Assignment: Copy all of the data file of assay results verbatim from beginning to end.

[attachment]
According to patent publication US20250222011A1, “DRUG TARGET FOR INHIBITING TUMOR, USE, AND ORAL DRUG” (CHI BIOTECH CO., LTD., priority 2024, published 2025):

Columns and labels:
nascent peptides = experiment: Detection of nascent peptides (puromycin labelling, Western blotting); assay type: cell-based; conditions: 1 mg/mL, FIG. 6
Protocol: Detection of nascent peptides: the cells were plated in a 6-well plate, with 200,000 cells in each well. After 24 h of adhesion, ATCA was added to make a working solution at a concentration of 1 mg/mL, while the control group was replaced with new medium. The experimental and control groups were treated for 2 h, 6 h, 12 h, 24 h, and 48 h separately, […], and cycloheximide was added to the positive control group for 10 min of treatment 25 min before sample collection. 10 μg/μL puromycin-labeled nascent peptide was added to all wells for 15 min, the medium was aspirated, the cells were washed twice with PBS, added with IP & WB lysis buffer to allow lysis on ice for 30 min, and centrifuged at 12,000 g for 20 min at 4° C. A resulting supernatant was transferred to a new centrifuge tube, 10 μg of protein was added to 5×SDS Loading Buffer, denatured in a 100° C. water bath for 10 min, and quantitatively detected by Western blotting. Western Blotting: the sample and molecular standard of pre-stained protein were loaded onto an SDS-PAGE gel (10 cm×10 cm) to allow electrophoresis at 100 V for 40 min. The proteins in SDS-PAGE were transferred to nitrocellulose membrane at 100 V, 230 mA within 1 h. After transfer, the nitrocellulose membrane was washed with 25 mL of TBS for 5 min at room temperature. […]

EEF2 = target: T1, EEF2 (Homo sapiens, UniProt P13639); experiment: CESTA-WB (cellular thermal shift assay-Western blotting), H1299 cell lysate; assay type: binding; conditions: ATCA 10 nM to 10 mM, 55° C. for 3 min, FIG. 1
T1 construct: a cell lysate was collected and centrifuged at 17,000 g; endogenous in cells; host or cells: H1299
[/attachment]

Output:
According to patent publication US20250222011A1, “DRUG TARGET FOR INHIBITING TUMOR, USE, AND ORAL DRUG” (CHI BIOTECH CO., LTD., priority 2024, published 2025):

Columns and labels:
nascent peptides = experiment: Detection of nascent peptides (puromycin labelling, Western blotting); assay type: cell-based; conditions: 1 mg/mL, FIG. 6
Protocol: Detection of nascent peptides: the cells were plated in a 6-well plate, with 200,000 cells in each well. After 24 h of adhesion, ATCA was added to make a working solution at a concentration of 1 mg/mL, while the control group was replaced with new medium. The experimental and control groups were treated for 2 h, 6 h, 12 h, 24 h, and 48 h separately, […], and cycloheximide was added to the positive control group for 10 min of treatment 25 min before sample collection. 10 μg/μL puromycin-labeled nascent peptide was added to all wells for 15 min, the medium was aspirated, the cells were washed twice with PBS, added with IP & WB lysis buffer to allow lysis on ice for 30 min, and centrifuged at 12,000 g for 20 min at 4° C. A resulting supernatant was transferred to a new centrifuge tube, 10 μg of protein was added to 5×SDS Loading Buffer, denatured in a 100° C. water bath for 10 min, and quantitatively detected by Western blotting. Western Blotting: the sample and molecular standard of pre-stained protein were loaded onto an SDS-PAGE gel (10 cm×10 cm) to allow electrophoresis at 100 V for 40 min. The proteins in SDS-PAGE were transferred to nitrocellulose membrane at 100 V, 230 mA within 1 h. After transfer, the nitrocellulose membrane was washed with 25 mL of TBS for 5 min at room temperature. […]

EEF2 = target: T1, EEF2 (Homo sapiens, UniProt P13639); experiment: CESTA-WB (cellular thermal shift assay-Western blotting), H1299 cell lysate; assay type: binding; conditions: ATCA 10 nM to 10 mM, 55° C. for 3 min, FIG. 1
T1 construct: a cell lysate was collected and centrifuged at 17,000 g; endogenous in cells; host or cells: H1299